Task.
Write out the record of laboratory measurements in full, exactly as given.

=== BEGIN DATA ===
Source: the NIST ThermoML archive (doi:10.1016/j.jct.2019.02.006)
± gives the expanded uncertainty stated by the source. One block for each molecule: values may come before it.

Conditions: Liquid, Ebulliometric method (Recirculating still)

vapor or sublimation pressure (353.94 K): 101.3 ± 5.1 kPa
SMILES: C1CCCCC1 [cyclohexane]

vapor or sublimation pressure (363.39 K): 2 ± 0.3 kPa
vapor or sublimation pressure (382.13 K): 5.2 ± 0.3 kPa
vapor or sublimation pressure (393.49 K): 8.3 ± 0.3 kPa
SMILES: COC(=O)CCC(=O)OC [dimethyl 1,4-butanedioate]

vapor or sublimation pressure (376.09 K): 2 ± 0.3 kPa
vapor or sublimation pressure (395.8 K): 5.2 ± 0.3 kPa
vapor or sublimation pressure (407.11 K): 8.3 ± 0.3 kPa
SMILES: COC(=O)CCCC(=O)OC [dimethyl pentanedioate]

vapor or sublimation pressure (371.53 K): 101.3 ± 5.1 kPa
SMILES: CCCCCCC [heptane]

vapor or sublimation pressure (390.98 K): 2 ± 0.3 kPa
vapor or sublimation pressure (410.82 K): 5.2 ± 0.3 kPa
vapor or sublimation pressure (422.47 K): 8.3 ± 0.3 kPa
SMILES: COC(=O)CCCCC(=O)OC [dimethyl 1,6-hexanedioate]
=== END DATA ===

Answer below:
Source: the NIST ThermoML archive (doi:10.1016/j.jct.2019.02.006)
± gives the expanded uncertainty stated by the source. One block for each molecule: values may come before it.

Conditions: Liquid, Ebulliometric method (Recirculating still)

vapor or sublimation pressure (353.94 K): 101.3 ± 5.1 kPa
SMILES: C1CCCCC1 [cyclohexane]

vapor or sublimation pressure (363.39 K): 2 ± 0.3 kPa
vapor or sublimation pressure (382.13 K): 5.2 ± 0.3 kPa
vapor or sublimation pressure (393.49 K): 8.3 ± 0.3 kPa
SMILES: COC(=O)CCC(=O)OC [dimethyl 1,4-butanedioate]

vapor or sublimation pressure (376.09 K): 2 ± 0.3 kPa
vapor or sublimation pressure (395.8 K): 5.2 ± 0.3 kPa
vapor or sublimation pressure (407.11 K): 8.3 ± 0.3 kPa
SMILES: COC(=O)CCCC(=O)OC [dimethyl pentanedioate]

vapor or sublimation pressure (371.53 K): 101.3 ± 5.1 kPa
SMILES: CCCCCCC [heptane]

vapor or sublimation pressure (390.98 K): 2 ± 0.3 kPa
vapor or sublimation pressure (410.82 K): 5.2 ± 0.3 kPa
vapor or sublimation pressure (422.47 K): 8.3 ± 0.3 kPa
SMILES: COC(=O)CCCCC(=O)OC [dimethyl 1,6-hexanedioate]